Well+Good is your healthiest relationship, hooking you up with the best, most interesting things/people/leggings in wellness. And nothing gets at this concept better than the plus-sign in our logo, which acts like a gallery window where we showcase the most exciting, transformative objects and ideas that add wellness to your life. And this week we’re spotlighting the undeniable rise of the printed legging…
Maybe this happened last week: You were in your Pilates class doing a Corkscrew. Suddenly, you realized you were surrounded by legs wrapped in colorful, wild prints and you thought, “Did I die and wake up in a 1991 Deee-Lite video?”
Maybe it’s the ’90s fashion revival. Or perhaps everyone just unanimously decided to start dressing like Ilana on Broad City. Whatever the reason, graphic, eye-popping leggings are everywhere in yoga studios, spin classes, boot camps, grocery stores (hey, who has a minute to change en route home?), and even the office.
We are now in a leggings Renaissance. While fitness studios used to be a sea of compression-y black leggings, and stores simply varied the length or the pockets, prints became a way to assert your fashion personality and your fitness tribe.
Take a look at workout-fashion hub Carbon38, and you’ll find leggings from Onzie, Vie Active, Mara Hoffman, and No Ka’oi inspired by everything from graphic art and African prints to Hawaiian culture.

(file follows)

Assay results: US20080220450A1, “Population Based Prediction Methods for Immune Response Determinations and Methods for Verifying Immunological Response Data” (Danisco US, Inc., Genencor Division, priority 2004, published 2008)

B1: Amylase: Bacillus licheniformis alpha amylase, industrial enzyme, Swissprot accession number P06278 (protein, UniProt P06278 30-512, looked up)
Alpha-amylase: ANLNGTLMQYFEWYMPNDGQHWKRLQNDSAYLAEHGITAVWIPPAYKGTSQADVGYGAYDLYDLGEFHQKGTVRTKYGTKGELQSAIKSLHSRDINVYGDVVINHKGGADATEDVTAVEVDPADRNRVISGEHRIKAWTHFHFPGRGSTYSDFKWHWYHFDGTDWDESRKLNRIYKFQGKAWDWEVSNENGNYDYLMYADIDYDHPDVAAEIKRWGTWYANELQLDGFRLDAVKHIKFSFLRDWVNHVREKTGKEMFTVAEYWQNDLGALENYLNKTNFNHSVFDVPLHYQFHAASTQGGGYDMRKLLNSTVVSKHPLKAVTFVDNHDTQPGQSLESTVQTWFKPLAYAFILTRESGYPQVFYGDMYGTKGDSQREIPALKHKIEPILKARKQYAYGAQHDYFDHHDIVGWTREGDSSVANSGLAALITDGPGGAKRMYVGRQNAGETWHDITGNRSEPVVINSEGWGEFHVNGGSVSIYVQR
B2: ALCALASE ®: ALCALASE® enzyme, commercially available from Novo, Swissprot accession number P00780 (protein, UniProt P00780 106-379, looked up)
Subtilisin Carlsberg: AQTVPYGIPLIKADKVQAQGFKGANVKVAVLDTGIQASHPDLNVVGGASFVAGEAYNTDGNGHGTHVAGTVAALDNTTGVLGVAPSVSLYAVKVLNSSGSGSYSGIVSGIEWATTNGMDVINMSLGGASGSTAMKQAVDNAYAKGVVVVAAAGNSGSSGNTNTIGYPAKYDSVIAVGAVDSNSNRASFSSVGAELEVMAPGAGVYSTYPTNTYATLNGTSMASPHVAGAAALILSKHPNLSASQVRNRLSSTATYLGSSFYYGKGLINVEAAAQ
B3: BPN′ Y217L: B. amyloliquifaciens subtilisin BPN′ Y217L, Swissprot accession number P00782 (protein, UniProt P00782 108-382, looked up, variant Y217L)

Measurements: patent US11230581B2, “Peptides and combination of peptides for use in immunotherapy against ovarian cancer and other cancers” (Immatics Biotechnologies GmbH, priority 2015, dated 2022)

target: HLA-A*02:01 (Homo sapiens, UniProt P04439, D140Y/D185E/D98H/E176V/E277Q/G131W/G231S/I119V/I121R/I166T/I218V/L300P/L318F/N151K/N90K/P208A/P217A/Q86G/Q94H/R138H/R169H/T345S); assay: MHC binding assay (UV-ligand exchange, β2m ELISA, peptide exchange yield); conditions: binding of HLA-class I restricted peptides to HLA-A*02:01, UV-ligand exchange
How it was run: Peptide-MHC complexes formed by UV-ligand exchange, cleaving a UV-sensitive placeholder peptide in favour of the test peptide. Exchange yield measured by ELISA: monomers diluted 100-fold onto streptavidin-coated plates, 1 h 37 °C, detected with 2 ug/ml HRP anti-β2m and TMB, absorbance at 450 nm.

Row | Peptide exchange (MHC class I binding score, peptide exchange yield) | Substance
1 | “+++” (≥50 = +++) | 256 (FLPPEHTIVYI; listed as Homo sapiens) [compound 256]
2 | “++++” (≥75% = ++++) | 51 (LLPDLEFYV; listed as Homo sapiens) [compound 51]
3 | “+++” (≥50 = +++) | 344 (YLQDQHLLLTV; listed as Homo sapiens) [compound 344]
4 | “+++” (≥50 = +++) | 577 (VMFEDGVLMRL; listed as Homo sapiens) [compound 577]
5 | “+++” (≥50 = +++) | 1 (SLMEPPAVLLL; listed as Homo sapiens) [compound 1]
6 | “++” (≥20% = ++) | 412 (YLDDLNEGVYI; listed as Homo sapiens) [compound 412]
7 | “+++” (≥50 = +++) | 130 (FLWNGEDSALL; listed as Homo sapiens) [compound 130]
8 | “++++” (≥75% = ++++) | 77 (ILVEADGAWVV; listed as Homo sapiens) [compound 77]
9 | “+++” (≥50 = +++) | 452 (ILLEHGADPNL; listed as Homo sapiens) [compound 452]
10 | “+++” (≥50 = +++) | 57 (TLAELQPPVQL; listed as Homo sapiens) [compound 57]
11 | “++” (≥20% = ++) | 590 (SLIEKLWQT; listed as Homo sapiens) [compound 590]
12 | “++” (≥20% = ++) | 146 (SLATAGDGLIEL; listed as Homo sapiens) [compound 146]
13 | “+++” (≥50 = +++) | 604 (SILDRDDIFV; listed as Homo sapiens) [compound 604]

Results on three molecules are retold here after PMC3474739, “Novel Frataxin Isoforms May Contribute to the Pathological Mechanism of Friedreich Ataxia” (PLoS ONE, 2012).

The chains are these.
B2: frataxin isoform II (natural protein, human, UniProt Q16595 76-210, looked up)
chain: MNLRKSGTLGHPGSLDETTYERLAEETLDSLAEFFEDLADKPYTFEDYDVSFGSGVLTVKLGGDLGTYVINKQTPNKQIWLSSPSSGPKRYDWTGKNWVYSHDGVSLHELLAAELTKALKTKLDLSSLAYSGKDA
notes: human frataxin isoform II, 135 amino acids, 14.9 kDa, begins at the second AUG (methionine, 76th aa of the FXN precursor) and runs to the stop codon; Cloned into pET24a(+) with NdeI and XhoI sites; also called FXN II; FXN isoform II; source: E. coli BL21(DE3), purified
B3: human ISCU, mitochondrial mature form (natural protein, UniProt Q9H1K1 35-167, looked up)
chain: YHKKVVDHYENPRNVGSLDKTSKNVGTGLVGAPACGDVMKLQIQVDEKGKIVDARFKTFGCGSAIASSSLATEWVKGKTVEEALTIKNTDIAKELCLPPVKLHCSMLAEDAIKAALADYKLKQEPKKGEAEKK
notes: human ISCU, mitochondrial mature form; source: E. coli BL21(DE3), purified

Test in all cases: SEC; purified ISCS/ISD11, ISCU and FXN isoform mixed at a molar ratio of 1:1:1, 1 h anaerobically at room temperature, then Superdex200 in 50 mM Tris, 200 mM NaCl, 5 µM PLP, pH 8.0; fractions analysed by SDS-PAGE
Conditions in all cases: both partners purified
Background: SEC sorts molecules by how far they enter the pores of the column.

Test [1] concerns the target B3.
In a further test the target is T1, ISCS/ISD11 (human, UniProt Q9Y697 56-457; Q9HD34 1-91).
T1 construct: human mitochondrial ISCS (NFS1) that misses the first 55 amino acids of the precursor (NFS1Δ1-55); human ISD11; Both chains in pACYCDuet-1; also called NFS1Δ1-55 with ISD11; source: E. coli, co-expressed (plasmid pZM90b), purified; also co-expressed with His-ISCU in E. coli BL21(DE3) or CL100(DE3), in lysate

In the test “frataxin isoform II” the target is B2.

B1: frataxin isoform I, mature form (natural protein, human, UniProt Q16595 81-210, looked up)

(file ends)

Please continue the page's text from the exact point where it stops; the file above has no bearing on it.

[They are] futuristic, original and entirely fresh, grabbing for the spotlight like the way “it” bags used to.
But we aren’t just talking retro. The new Paku Print pant from cutting edge label No Ka’oi is futuristic, original and entirely fresh, grabbing for the spotlight like the way “it” bags used to. “Fabulous designers [like No Ka’oi] are reinventing how we look at leggings,” says Katie Johnson, co founder of Carbon38. “And to me it’s a sign of how activewear is infiltrating fashion, because you will see these kinds of looks showing up in ready to wear labels like Helmut Lang.”
Is there scientific proof that color affects performance? About 10 years ago, anthropologists at Durham University in England found that athletes in the 2004 Olympics who wore red instead of blue in boxing, tae kwon do, and wrestling won 60 percent of the time, positing that red subconsciously symbolizes dominance.
The relationship of color and psychology has a long way to go, but all you really need to do is behold the gorgeous looks from fashion weeks in Ghana or Mumbai—cultures way less afraid of color—and you understand how vivid print awakens the spirit.
And that’s an energy we can all channel during our HIIT classes, a dance workout, or vinyasa class. The new wave of bright crazy prints feels less like a trend and more like a watershed realization in athletic wear: You don’t have to be somber while you sweat.
Are leggings the new skinny jeans? If so, here are Well+Good readers’ faves for an active day to a night out.
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